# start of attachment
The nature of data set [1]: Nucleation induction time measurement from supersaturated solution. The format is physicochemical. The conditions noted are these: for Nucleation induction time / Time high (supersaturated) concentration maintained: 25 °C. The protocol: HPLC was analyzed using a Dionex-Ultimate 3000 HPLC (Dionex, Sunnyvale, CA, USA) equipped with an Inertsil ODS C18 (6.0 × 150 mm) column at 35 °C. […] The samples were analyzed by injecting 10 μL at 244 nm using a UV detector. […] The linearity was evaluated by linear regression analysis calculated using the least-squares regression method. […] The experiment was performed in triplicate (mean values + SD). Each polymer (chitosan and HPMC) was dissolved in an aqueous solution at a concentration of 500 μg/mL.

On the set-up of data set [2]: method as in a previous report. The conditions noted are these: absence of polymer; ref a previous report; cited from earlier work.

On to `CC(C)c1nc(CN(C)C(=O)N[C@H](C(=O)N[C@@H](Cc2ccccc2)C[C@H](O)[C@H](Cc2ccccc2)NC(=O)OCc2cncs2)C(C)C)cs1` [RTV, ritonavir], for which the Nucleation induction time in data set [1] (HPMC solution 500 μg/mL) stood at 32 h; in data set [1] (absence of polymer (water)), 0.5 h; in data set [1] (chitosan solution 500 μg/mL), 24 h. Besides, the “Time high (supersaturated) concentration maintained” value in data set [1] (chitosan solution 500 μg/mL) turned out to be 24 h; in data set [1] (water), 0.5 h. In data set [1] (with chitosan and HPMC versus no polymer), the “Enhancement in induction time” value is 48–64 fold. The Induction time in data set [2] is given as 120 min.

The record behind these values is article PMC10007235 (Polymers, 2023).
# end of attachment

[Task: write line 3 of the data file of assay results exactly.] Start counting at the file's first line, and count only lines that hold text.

On to `CC(C)c1nc(CN(C)C(=O)N[C@H](C(=O)N[C@@H](Cc2ccccc2)C[C@H](O)[C@H](Cc2ccccc2)NC(=O)OCc2cncs2)C(C)C)cs1` [RTV, ritonavir], for which the Nucleation induction time in data set [1] (HPMC solution 500 μg/mL) stood at 32 h; in data set [1] (absence of polymer (water)), 0.5 h; in data set [1] (chitosan solution 500 μg/mL), 24 h. Besides, the “Time high (supersaturated) concentration maintained” value in data set [1] (chitosan solution 500 μg/mL) turned out to be 24 h; in data set [1] (water), 0.5 h. In data set [1] (with chitosan and HPMC versus no polymer), the “Enhancement in induction time” value is 48–64 fold. The Induction time in data set [2] is given as 120 min.